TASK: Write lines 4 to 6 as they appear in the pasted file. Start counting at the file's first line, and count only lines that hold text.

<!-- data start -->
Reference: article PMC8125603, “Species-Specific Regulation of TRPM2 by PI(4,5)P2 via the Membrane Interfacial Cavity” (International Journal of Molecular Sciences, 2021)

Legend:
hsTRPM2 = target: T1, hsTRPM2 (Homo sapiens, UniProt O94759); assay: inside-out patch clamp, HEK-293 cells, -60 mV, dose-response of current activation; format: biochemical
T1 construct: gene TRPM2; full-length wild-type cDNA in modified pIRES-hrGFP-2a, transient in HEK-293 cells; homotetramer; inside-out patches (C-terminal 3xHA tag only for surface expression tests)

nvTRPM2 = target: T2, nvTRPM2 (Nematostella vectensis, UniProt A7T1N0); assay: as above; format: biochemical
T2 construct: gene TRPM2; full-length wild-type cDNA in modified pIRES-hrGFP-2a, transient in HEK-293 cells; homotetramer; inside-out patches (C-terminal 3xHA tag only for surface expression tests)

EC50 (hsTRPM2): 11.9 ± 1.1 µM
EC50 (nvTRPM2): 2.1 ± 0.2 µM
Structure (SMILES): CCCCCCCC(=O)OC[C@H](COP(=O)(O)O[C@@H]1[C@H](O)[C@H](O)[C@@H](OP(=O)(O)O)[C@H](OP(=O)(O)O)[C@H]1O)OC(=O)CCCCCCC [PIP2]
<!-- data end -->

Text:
T1 construct: gene TRPM2; full-length wild-type cDNA in modified pIRES-hrGFP-2a, transient in HEK-293 cells; homotetramer; inside-out patches (C-terminal 3xHA tag only for surface expression tests)

nvTRPM2 = target: T2, nvTRPM2 (Nematostella vectensis, UniProt A7T1N0); assay: as above; format: biochemical
T2 construct: gene TRPM2; full-length wild-type cDNA in modified pIRES-hrGFP-2a, transient in HEK-293 cells; homotetramer; inside-out patches (C-terminal 3xHA tag only for surface expression tests)